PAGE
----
The prospect of being on the slope without a coach was honestly terrifying me. I was going to do it for the first time yesterday, but chickened out because I still have so much fear of falling off the lift without a coach there, of…
My last post concluded with me announcing that I’d booked my next lesson. Now, in hindsight, I definitely booked it too soon as my body was so sore and aching from the day before but, by some miracle, I passed the next two stages.
This lesson was far more difficult than the first, naturally, and it took far longer for me to get the concepts today than it did yesterday. I definitely wasn’t in top form though, I felt very off balance and tired, and bizarrely kept losing the circulation in my foot. While I still didn’t fall as much as I’d expected to, I did often and when I did I was more or less throwing myself over my toe edge. My knees sure got intimately acquainted with the snow.
The instructor Phil was incredibly patient with me and my constant falling. It was pretty lucky that there was only two of us in the class (another woman, I might add!) and he could take the time to give us a lot of help. Yet again, he was a super friendly instructor, an excellent teacher and really easy to talk to as well as a massive laugh.
The reason I say my passing the levels was a miracle was because the end of my first hour and a half I was absolutely convinced I was never going to be able to turn. It wasn’t until ten minutes before taking a break that the most bizarre fact came to light that changed everything:
I ride goofy, not regular.
“Why would this be bizarre?” you might ask, given that as a beginner I would have had no idea of what my stance would be. Well the thing is, every other boardsport I’ve ever done I’ve been left foot forward, and every usual indication of my stance (ie. the foot I slide on, the foot I put out when I’m pushed) would imply I should ride regular. I can’t actually for the life of me skate on the snowboard with my right foot forward. Yet it is undeniable that when I am strapped in with both feet and descending the slope, right foot leading is far more natural.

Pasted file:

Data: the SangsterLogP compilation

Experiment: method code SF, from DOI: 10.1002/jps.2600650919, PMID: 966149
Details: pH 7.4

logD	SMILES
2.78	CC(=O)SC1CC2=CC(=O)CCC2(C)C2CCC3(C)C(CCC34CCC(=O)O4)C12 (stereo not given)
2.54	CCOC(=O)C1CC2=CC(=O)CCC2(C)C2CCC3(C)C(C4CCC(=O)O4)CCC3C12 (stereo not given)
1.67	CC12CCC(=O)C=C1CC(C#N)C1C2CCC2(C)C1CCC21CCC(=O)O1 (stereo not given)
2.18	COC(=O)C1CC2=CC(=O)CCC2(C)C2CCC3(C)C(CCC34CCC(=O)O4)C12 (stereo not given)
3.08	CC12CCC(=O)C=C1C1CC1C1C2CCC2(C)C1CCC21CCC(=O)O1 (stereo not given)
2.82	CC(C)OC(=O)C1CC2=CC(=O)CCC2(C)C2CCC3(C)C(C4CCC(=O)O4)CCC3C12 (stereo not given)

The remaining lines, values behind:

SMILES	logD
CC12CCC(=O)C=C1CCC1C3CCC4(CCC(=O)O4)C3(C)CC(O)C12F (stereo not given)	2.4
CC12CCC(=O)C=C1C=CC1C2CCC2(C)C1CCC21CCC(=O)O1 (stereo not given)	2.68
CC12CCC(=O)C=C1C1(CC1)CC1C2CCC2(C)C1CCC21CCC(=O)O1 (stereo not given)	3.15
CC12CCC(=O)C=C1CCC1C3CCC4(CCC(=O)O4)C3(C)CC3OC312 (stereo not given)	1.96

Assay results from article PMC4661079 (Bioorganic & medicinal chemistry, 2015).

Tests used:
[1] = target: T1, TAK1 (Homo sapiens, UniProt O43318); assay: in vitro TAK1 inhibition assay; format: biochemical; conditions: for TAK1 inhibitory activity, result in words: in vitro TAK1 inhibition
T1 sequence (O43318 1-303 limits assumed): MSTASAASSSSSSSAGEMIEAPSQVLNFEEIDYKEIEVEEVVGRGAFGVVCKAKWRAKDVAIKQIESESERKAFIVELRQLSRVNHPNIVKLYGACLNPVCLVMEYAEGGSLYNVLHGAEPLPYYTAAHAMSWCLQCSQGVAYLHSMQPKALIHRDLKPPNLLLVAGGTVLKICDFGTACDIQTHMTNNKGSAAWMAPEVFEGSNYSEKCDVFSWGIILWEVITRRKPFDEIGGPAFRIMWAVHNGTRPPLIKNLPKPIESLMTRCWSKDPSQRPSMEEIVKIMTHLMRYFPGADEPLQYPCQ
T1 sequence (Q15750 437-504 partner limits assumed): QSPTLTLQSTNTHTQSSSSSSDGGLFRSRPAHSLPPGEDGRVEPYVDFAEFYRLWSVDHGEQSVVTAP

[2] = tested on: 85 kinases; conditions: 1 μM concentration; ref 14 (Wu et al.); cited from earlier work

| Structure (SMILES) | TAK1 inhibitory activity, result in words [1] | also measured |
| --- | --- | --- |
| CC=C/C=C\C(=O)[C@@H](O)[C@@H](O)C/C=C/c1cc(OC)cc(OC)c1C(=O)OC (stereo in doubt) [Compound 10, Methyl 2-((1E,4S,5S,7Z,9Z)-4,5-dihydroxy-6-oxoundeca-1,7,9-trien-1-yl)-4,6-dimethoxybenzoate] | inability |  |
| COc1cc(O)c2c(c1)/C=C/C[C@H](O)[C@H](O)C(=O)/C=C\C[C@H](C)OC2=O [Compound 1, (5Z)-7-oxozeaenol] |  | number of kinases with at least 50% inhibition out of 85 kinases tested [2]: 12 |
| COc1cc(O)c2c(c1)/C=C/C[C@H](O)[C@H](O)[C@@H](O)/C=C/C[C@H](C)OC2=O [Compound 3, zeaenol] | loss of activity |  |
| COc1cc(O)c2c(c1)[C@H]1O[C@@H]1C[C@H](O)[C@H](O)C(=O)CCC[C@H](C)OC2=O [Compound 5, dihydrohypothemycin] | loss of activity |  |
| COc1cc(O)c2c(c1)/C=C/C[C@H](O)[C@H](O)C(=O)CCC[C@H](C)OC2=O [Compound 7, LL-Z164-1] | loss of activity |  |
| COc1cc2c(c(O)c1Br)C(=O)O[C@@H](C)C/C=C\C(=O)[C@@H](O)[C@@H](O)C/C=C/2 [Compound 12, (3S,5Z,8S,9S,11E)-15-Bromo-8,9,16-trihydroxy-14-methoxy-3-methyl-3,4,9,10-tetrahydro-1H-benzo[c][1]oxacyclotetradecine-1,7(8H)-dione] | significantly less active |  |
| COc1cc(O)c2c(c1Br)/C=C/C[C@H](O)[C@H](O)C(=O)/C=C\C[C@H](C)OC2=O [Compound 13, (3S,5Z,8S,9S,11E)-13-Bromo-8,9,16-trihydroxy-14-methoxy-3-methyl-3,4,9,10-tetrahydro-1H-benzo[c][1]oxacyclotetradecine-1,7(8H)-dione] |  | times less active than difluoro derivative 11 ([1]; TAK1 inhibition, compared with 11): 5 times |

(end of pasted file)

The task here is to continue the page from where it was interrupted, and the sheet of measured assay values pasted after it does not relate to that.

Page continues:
Once I stopped trying to force myself to be regular, it clicked. I still fell many times but it was by far easier, and moving over from the nursery slope to the main slope then made it all fall into place because I was no longer worried about not having enough space.
Which brings me to my next topic. During this lesson I had to be introduced to what I am quite convinced is satan objectified: the Poma lift. I’m certain that it was purposefully designed to be an almighty (literal) pain in the arse for snowboarders. I remember using it as a skier and while it was a small learning curve, it was by far easier. Now, as a snowboarder, it makes me want to curse whoever invented it.
At least now I’m getting better at catching it, which is the first step, but I’m still really not convinced by my ability to a) hook onto it, or b) stay on it. I have managed to get the hang of dismounting, at least.
I was very amazed to pass the levels I did, particularly since it took me so long to grasp any of today’s techniques at all, and I’m sure that really to say “I can use the Poma lift” is probably a little bit of an exaggeration of my ability. I honestly thought when my instructor marked my card off that he must have been joking, but here I am. Now I’m taking some days off to let my poor bruised body rest, and because it was my summer project to learn all of the basics but I appear to have nearly finished them within a week. I’m booking my lesson 5 for the weekend, so I guess we can only see what happens.
Even though this lesson was not as smooth as the last, I can safely say it’s not affected my enjoyment or enthusiasm. I’m still enjoying it far more than I ever expected I would, and doing far better than I honestly expected I would or even could, too. Snowboarding is damned addictive, and it makes me feel alive again. I just wish it was more friendly to my bank balance.